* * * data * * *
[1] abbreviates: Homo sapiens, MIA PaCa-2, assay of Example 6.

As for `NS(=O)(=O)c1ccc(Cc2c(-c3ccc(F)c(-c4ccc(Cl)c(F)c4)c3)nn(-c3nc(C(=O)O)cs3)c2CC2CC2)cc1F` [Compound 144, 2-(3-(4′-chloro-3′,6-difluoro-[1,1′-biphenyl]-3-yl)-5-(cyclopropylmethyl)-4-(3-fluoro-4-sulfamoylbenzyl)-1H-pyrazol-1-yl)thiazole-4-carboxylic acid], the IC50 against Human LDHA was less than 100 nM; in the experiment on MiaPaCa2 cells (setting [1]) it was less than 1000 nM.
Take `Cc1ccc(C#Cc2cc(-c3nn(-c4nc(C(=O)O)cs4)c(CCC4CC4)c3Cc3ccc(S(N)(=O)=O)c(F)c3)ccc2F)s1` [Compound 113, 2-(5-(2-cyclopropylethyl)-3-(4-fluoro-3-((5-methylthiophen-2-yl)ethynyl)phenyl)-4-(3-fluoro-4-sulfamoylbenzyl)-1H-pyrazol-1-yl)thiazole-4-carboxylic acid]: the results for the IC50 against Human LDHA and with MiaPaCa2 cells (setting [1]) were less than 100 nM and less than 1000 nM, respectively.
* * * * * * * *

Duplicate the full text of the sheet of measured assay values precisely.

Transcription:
[1] abbreviates: Homo sapiens, MIA PaCa-2, assay of Example 6.

As for `NS(=O)(=O)c1ccc(Cc2c(-c3ccc(F)c(-c4ccc(Cl)c(F)c4)c3)nn(-c3nc(C(=O)O)cs3)c2CC2CC2)cc1F` [Compound 144, 2-(3-(4′-chloro-3′,6-difluoro-[1,1′-biphenyl]-3-yl)-5-(cyclopropylmethyl)-4-(3-fluoro-4-sulfamoylbenzyl)-1H-pyrazol-1-yl)thiazole-4-carboxylic acid], the IC50 against Human LDHA was less than 100 nM; in the experiment on MiaPaCa2 cells (setting [1]) it was less than 1000 nM.
Take `Cc1ccc(C#Cc2cc(-c3nn(-c4nc(C(=O)O)cs4)c(CCC4CC4)c3Cc3ccc(S(N)(=O)=O)c(F)c3)ccc2F)s1` [Compound 113, 2-(5-(2-cyclopropylethyl)-3-(4-fluoro-3-((5-methylthiophen-2-yl)ethynyl)phenyl)-4-(3-fluoro-4-sulfamoylbenzyl)-1H-pyrazol-1-yl)thiazole-4-carboxylic acid]: the results for the IC50 against Human LDHA and with MiaPaCa2 cells (setting [1]) were less than 100 nM and less than 1000 nM, respectively.